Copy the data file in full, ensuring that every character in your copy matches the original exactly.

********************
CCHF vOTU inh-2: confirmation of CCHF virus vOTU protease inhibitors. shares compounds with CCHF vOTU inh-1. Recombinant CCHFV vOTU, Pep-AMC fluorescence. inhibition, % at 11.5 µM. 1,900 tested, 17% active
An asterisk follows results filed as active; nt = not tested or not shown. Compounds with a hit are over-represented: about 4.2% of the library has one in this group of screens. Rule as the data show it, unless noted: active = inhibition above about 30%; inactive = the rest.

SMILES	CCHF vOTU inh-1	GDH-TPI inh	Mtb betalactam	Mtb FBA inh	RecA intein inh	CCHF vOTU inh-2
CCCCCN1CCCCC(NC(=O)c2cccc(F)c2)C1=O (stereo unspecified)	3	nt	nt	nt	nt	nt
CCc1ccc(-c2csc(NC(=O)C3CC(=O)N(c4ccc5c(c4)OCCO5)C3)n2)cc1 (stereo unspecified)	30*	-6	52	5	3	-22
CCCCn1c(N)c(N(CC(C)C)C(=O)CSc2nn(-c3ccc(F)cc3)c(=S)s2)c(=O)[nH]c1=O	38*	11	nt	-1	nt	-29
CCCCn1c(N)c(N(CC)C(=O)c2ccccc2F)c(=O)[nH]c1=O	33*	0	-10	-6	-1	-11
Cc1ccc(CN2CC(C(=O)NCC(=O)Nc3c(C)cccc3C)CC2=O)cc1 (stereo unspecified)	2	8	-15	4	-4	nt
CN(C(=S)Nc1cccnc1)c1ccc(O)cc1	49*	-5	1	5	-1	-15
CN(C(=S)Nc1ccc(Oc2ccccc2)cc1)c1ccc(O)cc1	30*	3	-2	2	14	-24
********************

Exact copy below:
CCHF vOTU inh-2: confirmation of CCHF virus vOTU protease inhibitors. shares compounds with CCHF vOTU inh-1. Recombinant CCHFV vOTU, Pep-AMC fluorescence. inhibition, % at 11.5 µM. 1,900 tested, 17% active
An asterisk follows results filed as active; nt = not tested or not shown. Compounds with a hit are over-represented: about 4.2% of the library has one in this group of screens. Rule as the data show it, unless noted: active = inhibition above about 30%; inactive = the rest.

SMILES	CCHF vOTU inh-1	GDH-TPI inh	Mtb betalactam	Mtb FBA inh	RecA intein inh	CCHF vOTU inh-2
CCCCCN1CCCCC(NC(=O)c2cccc(F)c2)C1=O (stereo unspecified)	3	nt	nt	nt	nt	nt
CCc1ccc(-c2csc(NC(=O)C3CC(=O)N(c4ccc5c(c4)OCCO5)C3)n2)cc1 (stereo unspecified)	30*	-6	52	5	3	-22
CCCCn1c(N)c(N(CC(C)C)C(=O)CSc2nn(-c3ccc(F)cc3)c(=S)s2)c(=O)[nH]c1=O	38*	11	nt	-1	nt	-29
CCCCn1c(N)c(N(CC)C(=O)c2ccccc2F)c(=O)[nH]c1=O	33*	0	-10	-6	-1	-11
Cc1ccc(CN2CC(C(=O)NCC(=O)Nc3c(C)cccc3C)CC2=O)cc1 (stereo unspecified)	2	8	-15	4	-4	nt
CN(C(=S)Nc1cccnc1)c1ccc(O)cc1	49*	-5	1	5	-1	-15
CN(C(=S)Nc1ccc(Oc2ccccc2)cc1)c1ccc(O)cc1	30*	3	-2	2	14	-24